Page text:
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2. Computer Aided design

This week work and FabAcademy were on a bit of a collision course. I was not able to join on Wednesday, so I missed all of Michelle’s introduction to Fusion, and parts of Neil’s class. Thursday I was there for the regional instruction to FreeCad by Babken. Because of issues with installing the software I could not follow along live, but I was happy to see that the environment at least in concept is similar to what I learned in Blender. Once I downloaded Babken’s file, I was able to tinker a bit, and I will happily go through the recording once more. In the afternoon classmate Bas gave us a tour in OpenScad. His enthusiasm was obvious, and it reverberated in my peers. To me, the learning curve of OpenScad looks like climbing a greasy pole - straight up, insanely difficult, and the reward might be relatively small. I can see how it would cater very well to the needs of a certain group of users, but I am not among them.

After many many tries to upload an appropriate emblem emblemata to my webpage and failing, I asked Henk for help. I’m sure I will face bigger and more pressing issues by far, but I got so irritated with not finding the solution (my homepage d*mmit, the first thing one sees). Now it seems fixed, but for Safari only. Solve one issue, create a at least one new one. Commuting to work again, and then I will have three days to get into the software, and design a first model for my project.

Note: I noticed Bas speaking about ugly code. To me that was a surprising concept. I assumed in this world of precision and functionality there is one, and only one, way to do things -either it works or it doesn’t. Apparently that is not the case. I asked what ugly code is, most of his answer got lost in a dropped connection unfortunately - but maybe in here it is like in all other worlds: there are different ways to solve an issue, and there are beautiful and ugly ways to do it. I’m curious to see if I will catch up with these aesthetics along the way.

Another concept I needed to come to terms with is parametric. I found this text in Dutch parametrisch ontwerpen that helps me get a grip on it.

So far spending a big chunk of the day getting myself acquainted with FreeCad,
FreeCad Sketch 1

FreeCad Sketch 2

I thought it might be a good idea -to win time- to make a first sketch of my télégraph in Blender, which I am more familiar with. I googled a bit for some clear images for an example, and then I stumpled upon this.


Chappeduino building instructions

Taken aback at first, (and trying not to look at the clear instructions my French colleague gives) I don’t mind so much getting in line. I am learning new things regardless, and in fact I am adding to the original machine.

So on with Blender then, I made a simple model,
Blender Chappi 1

temporarily got lost in trying to find the right HDRI.
(I’m fascinated with the concept of people going out and taking huge clear photographs free to use for the whole world - the utter emptiness of the environments is weird and beautiful.)


shaded the model
Blender Chappi 1 shaded

and made a clip orbiting around it.


Before I can post the clip I shot, I find I need to make it ready for publishing. FFMPEG is the word here, and as I rewatch a bit of Neils talk, I go and look for FFMPEG and find it to be another Terminal operated thing. The terminal still is not my friend. After about 10 tries to make it run FFMPEG and 3 separate downloads I give up, and go find a tutorial.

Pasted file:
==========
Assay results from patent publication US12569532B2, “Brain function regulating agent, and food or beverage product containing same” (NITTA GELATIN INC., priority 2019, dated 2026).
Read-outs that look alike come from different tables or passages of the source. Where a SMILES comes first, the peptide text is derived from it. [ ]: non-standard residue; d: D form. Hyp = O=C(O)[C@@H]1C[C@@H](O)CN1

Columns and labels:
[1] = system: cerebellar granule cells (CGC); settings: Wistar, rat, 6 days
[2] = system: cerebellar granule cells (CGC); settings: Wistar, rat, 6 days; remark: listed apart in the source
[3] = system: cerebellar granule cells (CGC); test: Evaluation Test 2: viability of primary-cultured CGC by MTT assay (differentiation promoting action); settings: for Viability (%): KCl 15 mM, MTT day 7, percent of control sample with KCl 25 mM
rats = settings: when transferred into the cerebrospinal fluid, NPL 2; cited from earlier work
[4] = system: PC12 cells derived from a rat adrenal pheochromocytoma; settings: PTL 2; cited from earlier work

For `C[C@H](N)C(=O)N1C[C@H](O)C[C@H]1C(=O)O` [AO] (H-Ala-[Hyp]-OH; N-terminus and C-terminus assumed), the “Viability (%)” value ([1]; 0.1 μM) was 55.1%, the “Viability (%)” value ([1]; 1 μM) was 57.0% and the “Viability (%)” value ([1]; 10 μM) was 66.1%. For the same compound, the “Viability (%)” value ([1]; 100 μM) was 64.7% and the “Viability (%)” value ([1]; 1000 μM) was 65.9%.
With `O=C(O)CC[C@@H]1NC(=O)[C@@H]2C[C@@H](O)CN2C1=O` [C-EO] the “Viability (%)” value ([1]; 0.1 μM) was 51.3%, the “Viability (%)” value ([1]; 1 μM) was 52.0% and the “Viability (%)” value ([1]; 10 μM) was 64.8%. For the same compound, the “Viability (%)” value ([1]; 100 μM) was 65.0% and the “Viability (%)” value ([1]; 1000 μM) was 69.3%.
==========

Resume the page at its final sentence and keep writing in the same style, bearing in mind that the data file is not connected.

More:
So if the main goal of today was to learn FreeCad I failed - but I will continue tomorrow, now with the ‘soft’ Blender model as a startingpoint. That I did get.


Got it installed at least… ffmpeg

Some tutorials I watched to get here:

Installing ffmpeg

FreeCad Sketching


A glaring truth is that I need to be precise in everything I do. ‘Winging it’ will not get me where I need to be. Especially in the Terminal - it won’t work if I don’t do the exact right thing. The thing gives me L’Appel du Vide, especially since there seem to be commands that can, I don’t know, erase my entire existence.

So after half-reading this tutorial How to use ffmpeg

I of course get nowhere first winging it 1

winging it 2

but after reading it again

and getting slightly distracted by the bewildering suggested pages

bewildering suggestions

I finally did it the way it is supposed to be done.


So. I did get ffmpeg to modify my file, but it is still way too big. I haven’t figured out yet how to tweak the settings so you’ll end up with the desired size. For the trial and error this requires I do not have the time now - so I cheated and went online


…I did it. Not super happy with the quality (or the cheating for that matter), but still. It moves.


edit: Througout the whole trajectory I struggled with appropriating 2d software - I never really used it before, and it was less self-explanatory then I had hoped. So I worked with both Gimp and Inkscape, as tools to accomplish something else (make a design for the lasercutter, upload a milling design into mods, etc e.g.) - but always through a lot of trial, error, and asking for assistence. Since these 2d designs were never a goal in itself to me, but a means to make a different product, I failed to document me learning the software, or the frustrating back and forth I did in trying to get useable output. Somehow I mostly managed to get what I need, sometimes helped by web applications like picsvg.

example file

Last update: July 5, 2022